Social care should remain with local authorities rather than under NHS control, report says

A new report says thousands of people could live more independently if councils are given the ability to reshape services through the government’s long-awaited reforms.

A new ‘blueprint’ for delivering social care in England argues that social care should continue to be delivered by local authorities, rather than giving increased control to the NHS or central government.

The report, produced by the County Councils Network, Newton and the Association of County Chief Executives (ACCE), says tens of thousands of adults each year could live more independent lives if councils are given the ability to reshape services through the government’s long-awaited reforms.

The findings come after the Independent Review of Adult Social Care in Scotland recommended a National Care Service be set up with parity to the NHS. in January, former Health Secretary Andy Burnham, now Mayor of Greater Manchester, renewed calls for the NHS and social care to be more closely integrated in England.
Read more about the proposed National Care Service in Scotland: https://www.socialworktoday.co.uk/News/Review-of-Adult-Social-Care-in-Scotland-recommends-new-National-Care-Service

Based on engagement with over 150 individuals across the social care sector, the report concluded that only councils, working with their partners – including the NHS and providers – can deliver their new wide-ranging blueprint for services that supports individuals to live as independently as possible.

The report outlines new ways of working and improved practices for local authorities, care providers and the NHS in what it terms an ‘optimised local delivery model’. It says this can be achieved through a mix of ‘interrelated improvements’, including better long-term commissioning of residential and home care; greater collaboration between councils, the NHS and care providers; investment in reablement services; maximising the use of the voluntary and community sector; and embracing digital transformation.

However, the report warns that this model can only be delivered if councils are given the clarity of a long-term funding model for care – due to be outlined in the government’s long-awaited green paper – and remain under local authority control. The Local Government Association estimates that by 2025 there will be a funding gap in adult social care of £3.6bn just to maintain services.

The ‘blueprint’ argues that these improvements could enable tens of thousands of individuals to live more independent lives every year – saving £1.6bn nationally per year from reducing care costs.
The report says savings could come from as many as 90,000 additional older adults each year benefitting from greater access to short-term services, such as reablement, to reduce or prevent their need for long-term-care. The report says this, coupled with services being more effective, could reduce long-term care costs by £867m a year.

More adults being supported to live in their own homes, instead of in long-term residential care, could reduce costs by £178m a year; while working age adults with learning disabilities receiving formal support outside of residential care could be enabled to live more independently, reducing their level of required home care by 8% on average delivering £261m in savings per year, the report says.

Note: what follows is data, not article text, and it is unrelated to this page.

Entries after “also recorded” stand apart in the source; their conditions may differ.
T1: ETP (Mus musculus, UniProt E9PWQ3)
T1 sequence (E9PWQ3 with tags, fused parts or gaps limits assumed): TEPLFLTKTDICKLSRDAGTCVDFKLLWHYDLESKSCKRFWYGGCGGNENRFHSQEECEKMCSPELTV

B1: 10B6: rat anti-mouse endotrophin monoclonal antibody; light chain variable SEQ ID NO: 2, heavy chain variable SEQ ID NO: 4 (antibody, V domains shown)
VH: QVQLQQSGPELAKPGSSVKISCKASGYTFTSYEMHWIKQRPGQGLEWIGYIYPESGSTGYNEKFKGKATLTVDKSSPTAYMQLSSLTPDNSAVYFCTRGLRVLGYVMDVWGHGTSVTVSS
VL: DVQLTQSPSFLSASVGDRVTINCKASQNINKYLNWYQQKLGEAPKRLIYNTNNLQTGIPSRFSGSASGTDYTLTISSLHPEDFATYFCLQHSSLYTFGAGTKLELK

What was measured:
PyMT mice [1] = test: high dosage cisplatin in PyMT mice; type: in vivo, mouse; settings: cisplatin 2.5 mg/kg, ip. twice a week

The report suggests reforms could also be underpinned by a new, outcomes-based performance framework. In exchange for more funding, the framework would make clear the impact of funding decisions, highlighting areas of good and poor practice, and give central government a new mechanism to monitor and support improvement.

Cllr David Fothergill, Health and Social Care Spokesperson for the County Councils Network, said: the evidence presented in the report was “compelling,” adding that “only councils, who know their populations and their providers, have the means to deliver improved social care services to keep people independent for longer.”

“Social care is best delivered as a local service and local authorities have the connection to their communities to truly transform local care for the better.”

In 2019, Prime Minister Boris Johnson said he had "a clear plan" to fix the social care crisis, though he backtracked on his pre-election claims to have ready-to-go rescue package and warned action could take a full parliament to deliver in early 2020.

The Guardian reported in July last year that plans were being examined by David Cameron’s former policy chief Camilla Cavendish for the government to take responsibility for social care services away from councils in England, together with £22.5bn in annual funding, and hand it over to the NHS.

The Department of Health and Social Care confirmed at the time that Baroness Cavendish had been contracted to support the reform of the social care system, but said there was “no foundation” to the claims that the two public services could be merged.

Read the full Future of Adult Social Care report: http://www.countycouncilsnetwork.org.uk/download/3392/

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